Last updated: July 10, 2018
The Lusk Herald
August 7, 1961
By Jim Griffith, Sr.
The above picture was taken in the back yard of the Niobrara County Courthouse some time during the prohibition days of 1920 when the making of moonshine was a flourishing industry in Niobrara County.
Sheriff Will Hassad is shown inspecting a number of illicit stills taken in raids he and his deputies made in various parts of the county. The principal location of most of these stills was in the northeastern part of the county where good water was available and a maximum of seclusion and isolation was a prime factor.
During the 20’s, the Niobrara County criminal docket was made up principally of bootlegging and moonshining cases, the same as almost every other county in the State.
Times were tough then and many a small rancher who was otherwise a law-abiding citizen, in order to “make ends meet,” had embarked in the business of making moonshine liquor, for which a ready market was always available if he made “good stuff.” And most of them made a pretty good brand of drinking liquor, as many of their customers will attest even today.
There never was any suspicion that Niobrara law officers “looked the other way” or were in the remotest degree in league with the illicit liquor manufacturers, as was the case in several other counties of the State, so those engaged in the business had to be more careful than their brethren in other sections of the State.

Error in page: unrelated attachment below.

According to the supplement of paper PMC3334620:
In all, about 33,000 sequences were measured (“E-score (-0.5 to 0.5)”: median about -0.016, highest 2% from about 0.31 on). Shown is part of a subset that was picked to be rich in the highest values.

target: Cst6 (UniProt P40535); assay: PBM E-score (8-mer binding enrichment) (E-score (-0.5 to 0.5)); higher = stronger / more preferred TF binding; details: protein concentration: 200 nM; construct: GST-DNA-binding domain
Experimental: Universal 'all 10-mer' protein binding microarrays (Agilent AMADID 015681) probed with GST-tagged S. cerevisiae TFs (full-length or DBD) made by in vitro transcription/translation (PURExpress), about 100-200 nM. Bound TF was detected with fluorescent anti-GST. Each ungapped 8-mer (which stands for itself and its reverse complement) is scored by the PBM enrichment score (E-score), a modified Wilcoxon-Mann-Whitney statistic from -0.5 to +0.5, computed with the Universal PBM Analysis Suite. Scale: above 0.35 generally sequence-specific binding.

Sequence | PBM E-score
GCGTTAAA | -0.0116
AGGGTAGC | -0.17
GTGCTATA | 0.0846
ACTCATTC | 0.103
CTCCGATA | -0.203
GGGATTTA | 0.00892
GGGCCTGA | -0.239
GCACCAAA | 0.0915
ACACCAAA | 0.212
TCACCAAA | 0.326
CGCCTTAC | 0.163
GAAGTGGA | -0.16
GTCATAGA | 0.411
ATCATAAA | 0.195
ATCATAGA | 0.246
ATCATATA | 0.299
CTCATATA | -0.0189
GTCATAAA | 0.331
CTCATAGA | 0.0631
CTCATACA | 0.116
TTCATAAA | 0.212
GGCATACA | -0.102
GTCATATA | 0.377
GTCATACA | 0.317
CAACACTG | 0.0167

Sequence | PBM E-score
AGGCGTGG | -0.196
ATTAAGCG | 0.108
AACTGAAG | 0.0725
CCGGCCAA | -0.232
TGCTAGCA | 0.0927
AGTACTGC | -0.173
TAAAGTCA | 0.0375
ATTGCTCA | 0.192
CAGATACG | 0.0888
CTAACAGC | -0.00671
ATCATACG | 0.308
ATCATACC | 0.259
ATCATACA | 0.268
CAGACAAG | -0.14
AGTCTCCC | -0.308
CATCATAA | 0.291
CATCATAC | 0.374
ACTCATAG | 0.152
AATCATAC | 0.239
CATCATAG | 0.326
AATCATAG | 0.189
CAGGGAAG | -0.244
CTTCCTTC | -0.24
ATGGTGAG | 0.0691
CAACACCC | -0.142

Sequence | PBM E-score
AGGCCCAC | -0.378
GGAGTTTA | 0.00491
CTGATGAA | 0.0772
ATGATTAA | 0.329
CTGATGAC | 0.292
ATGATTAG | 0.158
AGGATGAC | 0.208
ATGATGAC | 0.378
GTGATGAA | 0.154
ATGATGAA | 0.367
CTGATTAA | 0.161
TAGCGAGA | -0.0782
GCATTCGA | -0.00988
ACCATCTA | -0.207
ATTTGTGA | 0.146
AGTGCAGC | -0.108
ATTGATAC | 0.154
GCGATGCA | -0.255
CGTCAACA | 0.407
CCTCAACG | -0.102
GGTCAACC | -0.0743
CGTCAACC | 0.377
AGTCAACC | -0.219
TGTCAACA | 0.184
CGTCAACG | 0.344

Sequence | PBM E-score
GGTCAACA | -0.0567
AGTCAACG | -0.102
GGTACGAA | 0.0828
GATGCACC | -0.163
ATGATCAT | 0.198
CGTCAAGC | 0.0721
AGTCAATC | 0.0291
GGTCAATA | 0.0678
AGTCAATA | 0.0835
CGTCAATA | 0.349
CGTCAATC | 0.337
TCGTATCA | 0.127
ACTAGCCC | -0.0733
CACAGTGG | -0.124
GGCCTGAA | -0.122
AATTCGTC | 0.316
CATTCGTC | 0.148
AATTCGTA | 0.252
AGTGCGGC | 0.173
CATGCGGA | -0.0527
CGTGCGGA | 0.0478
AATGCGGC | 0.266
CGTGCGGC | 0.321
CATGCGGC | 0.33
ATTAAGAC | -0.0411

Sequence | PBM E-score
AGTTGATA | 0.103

Raids on Niobrara stills were frequent and effective. Lawyers engaged in defending still operators did a thriving business. One of the most skillful defense attorneys I have ever known was the late Thomas M. Fagan. Most of those caught in the law’s meshes for moonshining usually rushed to Fagan with their troubles, and he usually defended them whether they had any money or not.
One case I particularly remember, as I was in the courtroom during the entire trial, was when one of our most prominent “distillers” was arrested for the fourth or fifth time for operating a moonshine still. As usual, he rushed to Fagan, but it was a little late. The Sheriff and County Attorney had already “pumped him dry.” (The Sheriff had caught the distiller red-handed operating his still, the still had been seized as evidence, and he had confessed his guilt and signed the confession.)
This left Fagan hard put for a defense, but he was equal to the occasion, although he employed the strangest legal strategy I have ever heard in any courtroom. His client, who had been a roundup cook and spent many years riding the range as a cowboy in the early days, was well known to almost every one of the prospective jurors. They knew that his reputation for truth and veracity was extremely questionable. In selecting the jury Fagan was careful to choose only those who knew the defendant well and when possible selected those with who he had worked on the roundup.
As a defense Fagan set out to prove that his client “was the biggest liar and fourflusher in the world” when he claimed ownership of the still and signed a confession-that he merely did so to satisfy his own ego and to emphasize his importance as a big shot moonshiner, and the further impress his fellow moonshiners that he had a bigger and better still and turned out more and better liquor than any of the them.
Fagan’s strategy and his eloquent plea to the jury must have made a profound impression, for after deliberating only a few minutes they brought in a verdict of “Not Guilty.”
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